You are here

Mobile Devices

Mobile devices, such as smartphones, tablets, and laptops have become a dominant device on campus. For faculty and staff, these devices afford unparalleled access to information, and can be an incredible productivity booster. They can also pose a substantial threat to the College from a security perspective.

The very nature of these devices makes them more susceptible to loss, theft, and damage.  The increased prevalence of these devices also makes them a larger target for hackers and malware authors.

Here are some tips for keeping your device, College data, and the College network safe while using your mobile device.

Do not store "Protected Data" on mobile devices

This includes in any cloud service storage provider, like Dropbox, Box.com, Google Docs, or other services.  Doing so is contrary to the College's "Written Information Security Plan".  You can read more about what constitutes "protected data" on the data security section.

Put passcodes on your devices

If your device is stolen, or an unauthorized person tries to use it while you aren't looking, a passcode can make the device unusable to them.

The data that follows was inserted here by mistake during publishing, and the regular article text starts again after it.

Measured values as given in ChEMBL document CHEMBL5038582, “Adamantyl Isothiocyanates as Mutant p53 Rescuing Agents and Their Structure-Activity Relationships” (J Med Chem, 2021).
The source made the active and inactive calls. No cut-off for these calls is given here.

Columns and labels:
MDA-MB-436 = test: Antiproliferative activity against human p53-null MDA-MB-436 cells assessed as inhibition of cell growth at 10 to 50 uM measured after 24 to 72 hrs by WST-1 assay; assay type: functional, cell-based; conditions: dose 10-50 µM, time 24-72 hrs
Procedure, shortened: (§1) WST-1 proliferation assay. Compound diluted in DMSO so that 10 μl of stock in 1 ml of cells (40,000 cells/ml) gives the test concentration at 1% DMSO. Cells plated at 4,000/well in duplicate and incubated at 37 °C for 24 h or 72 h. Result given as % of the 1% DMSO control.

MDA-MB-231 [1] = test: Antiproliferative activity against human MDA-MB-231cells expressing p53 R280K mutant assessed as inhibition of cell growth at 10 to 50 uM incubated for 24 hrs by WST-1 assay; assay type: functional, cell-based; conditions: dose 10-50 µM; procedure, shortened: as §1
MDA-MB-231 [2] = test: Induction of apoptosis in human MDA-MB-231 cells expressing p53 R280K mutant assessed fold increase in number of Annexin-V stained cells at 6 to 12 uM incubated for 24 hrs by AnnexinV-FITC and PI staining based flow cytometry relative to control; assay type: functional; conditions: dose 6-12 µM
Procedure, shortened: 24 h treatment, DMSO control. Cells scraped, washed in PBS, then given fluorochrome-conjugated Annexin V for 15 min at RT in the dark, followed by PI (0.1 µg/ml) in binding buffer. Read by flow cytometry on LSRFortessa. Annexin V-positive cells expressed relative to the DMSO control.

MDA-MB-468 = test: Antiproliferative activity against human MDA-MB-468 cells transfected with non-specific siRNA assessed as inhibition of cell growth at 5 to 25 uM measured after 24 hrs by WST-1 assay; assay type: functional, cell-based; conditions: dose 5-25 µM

Ensure your device is encrypted

Apple iOS devices such as iPads and iPhones running iOS 5 or above are encrypted by default if a passcode is enabled on the device.  Other devices often have either third-party software that can encrypt the device, or have a built in option to encrypt.

Enable "remote wipe" features

In the event your device is lost or stolen, you can ensure that the data on the device is scrubbed if you have previously enabled and configured a remote wipe service. Since the College migrated to Google Apps, this functionality is available to users through their Google mail account if their device is configured to use it.

Do not leave your devices in your vehicle or hotel room unattended

These devices have inherent value, as can the data stored on them, making them an easy target for thieves.

Keep your devices and the apps you install on them up-to-date

Mobile devices are increasingly being targeted by malware authors and hackers.  Your best defense is to keep the device and the apps you put on it at their latest versions. See the software updates section for instructions on updating popular mobile devices.